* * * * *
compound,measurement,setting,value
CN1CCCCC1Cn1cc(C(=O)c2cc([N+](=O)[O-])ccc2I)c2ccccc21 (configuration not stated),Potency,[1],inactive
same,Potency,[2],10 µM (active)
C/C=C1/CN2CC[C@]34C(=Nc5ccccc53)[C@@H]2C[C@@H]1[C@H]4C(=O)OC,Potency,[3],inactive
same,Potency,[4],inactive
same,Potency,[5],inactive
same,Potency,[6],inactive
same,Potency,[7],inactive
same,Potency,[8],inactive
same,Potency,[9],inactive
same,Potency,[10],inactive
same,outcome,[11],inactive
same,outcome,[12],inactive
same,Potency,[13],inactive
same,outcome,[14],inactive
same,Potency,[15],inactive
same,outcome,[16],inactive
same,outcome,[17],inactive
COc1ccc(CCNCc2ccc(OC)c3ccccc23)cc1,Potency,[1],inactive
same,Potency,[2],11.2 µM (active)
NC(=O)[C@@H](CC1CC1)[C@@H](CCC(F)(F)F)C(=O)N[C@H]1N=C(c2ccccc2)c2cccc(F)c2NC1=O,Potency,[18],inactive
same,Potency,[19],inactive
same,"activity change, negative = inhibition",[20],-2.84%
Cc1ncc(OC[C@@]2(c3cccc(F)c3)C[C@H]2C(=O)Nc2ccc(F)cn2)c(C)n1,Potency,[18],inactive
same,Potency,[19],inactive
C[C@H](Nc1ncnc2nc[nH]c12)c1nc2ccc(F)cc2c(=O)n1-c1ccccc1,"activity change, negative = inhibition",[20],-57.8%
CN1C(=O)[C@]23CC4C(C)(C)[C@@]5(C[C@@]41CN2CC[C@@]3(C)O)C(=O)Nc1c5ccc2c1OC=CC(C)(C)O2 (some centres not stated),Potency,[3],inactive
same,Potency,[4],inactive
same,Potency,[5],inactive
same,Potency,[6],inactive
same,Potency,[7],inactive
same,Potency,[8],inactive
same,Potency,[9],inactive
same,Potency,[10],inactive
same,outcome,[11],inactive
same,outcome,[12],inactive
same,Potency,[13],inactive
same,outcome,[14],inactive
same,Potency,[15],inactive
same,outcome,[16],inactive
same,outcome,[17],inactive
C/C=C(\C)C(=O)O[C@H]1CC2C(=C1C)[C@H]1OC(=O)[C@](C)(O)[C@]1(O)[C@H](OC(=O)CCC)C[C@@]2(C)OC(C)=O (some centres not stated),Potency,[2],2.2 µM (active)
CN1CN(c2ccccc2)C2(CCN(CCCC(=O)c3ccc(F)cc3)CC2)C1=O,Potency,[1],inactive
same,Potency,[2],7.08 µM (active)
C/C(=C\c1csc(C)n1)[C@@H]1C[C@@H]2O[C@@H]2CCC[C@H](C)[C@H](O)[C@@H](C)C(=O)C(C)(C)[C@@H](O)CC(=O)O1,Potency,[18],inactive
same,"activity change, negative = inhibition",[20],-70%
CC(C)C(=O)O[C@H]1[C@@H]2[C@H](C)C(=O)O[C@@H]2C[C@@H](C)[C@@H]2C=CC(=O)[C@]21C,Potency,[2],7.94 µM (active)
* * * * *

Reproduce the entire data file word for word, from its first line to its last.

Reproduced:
compound,measurement,setting,value
CN1CCCCC1Cn1cc(C(=O)c2cc([N+](=O)[O-])ccc2I)c2ccccc21 (configuration not stated),Potency,[1],inactive
same,Potency,[2],10 µM (active)
C/C=C1/CN2CC[C@]34C(=Nc5ccccc53)[C@@H]2C[C@@H]1[C@H]4C(=O)OC,Potency,[3],inactive
same,Potency,[4],inactive
same,Potency,[5],inactive
same,Potency,[6],inactive
same,Potency,[7],inactive
same,Potency,[8],inactive
same,Potency,[9],inactive
same,Potency,[10],inactive
same,outcome,[11],inactive
same,outcome,[12],inactive
same,Potency,[13],inactive
same,outcome,[14],inactive
same,Potency,[15],inactive
same,outcome,[16],inactive
same,outcome,[17],inactive
COc1ccc(CCNCc2ccc(OC)c3ccccc23)cc1,Potency,[1],inactive
same,Potency,[2],11.2 µM (active)
NC(=O)[C@@H](CC1CC1)[C@@H](CCC(F)(F)F)C(=O)N[C@H]1N=C(c2ccccc2)c2cccc(F)c2NC1=O,Potency,[18],inactive
same,Potency,[19],inactive
same,"activity change, negative = inhibition",[20],-2.84%
Cc1ncc(OC[C@@]2(c3cccc(F)c3)C[C@H]2C(=O)Nc2ccc(F)cn2)c(C)n1,Potency,[18],inactive
same,Potency,[19],inactive
C[C@H](Nc1ncnc2nc[nH]c12)c1nc2ccc(F)cc2c(=O)n1-c1ccccc1,"activity change, negative = inhibition",[20],-57.8%
CN1C(=O)[C@]23CC4C(C)(C)[C@@]5(C[C@@]41CN2CC[C@@]3(C)O)C(=O)Nc1c5ccc2c1OC=CC(C)(C)O2 (some centres not stated),Potency,[3],inactive
same,Potency,[4],inactive
same,Potency,[5],inactive
same,Potency,[6],inactive
same,Potency,[7],inactive
same,Potency,[8],inactive
same,Potency,[9],inactive
same,Potency,[10],inactive
same,outcome,[11],inactive
same,outcome,[12],inactive
same,Potency,[13],inactive
same,outcome,[14],inactive
same,Potency,[15],inactive
same,outcome,[16],inactive
same,outcome,[17],inactive
C/C=C(\C)C(=O)O[C@H]1CC2C(=C1C)[C@H]1OC(=O)[C@](C)(O)[C@]1(O)[C@H](OC(=O)CCC)C[C@@]2(C)OC(C)=O (some centres not stated),Potency,[2],2.2 µM (active)
CN1CN(c2ccccc2)C2(CCN(CCCC(=O)c3ccc(F)cc3)CC2)C1=O,Potency,[1],inactive
same,Potency,[2],7.08 µM (active)
C/C(=C\c1csc(C)n1)[C@@H]1C[C@@H]2O[C@@H]2CCC[C@H](C)[C@H](O)[C@@H](C)C(=O)C(C)(C)[C@@H](O)CC(=O)O1,Potency,[18],inactive
same,"activity change, negative = inhibition",[20],-70%
CC(C)C(=O)O[C@H]1[C@@H]2[C@H](C)C(=O)O[C@@H]2C[C@@H](C)[C@@H]2C=CC(=O)[C@]21C,Potency,[2],7.94 µM (active)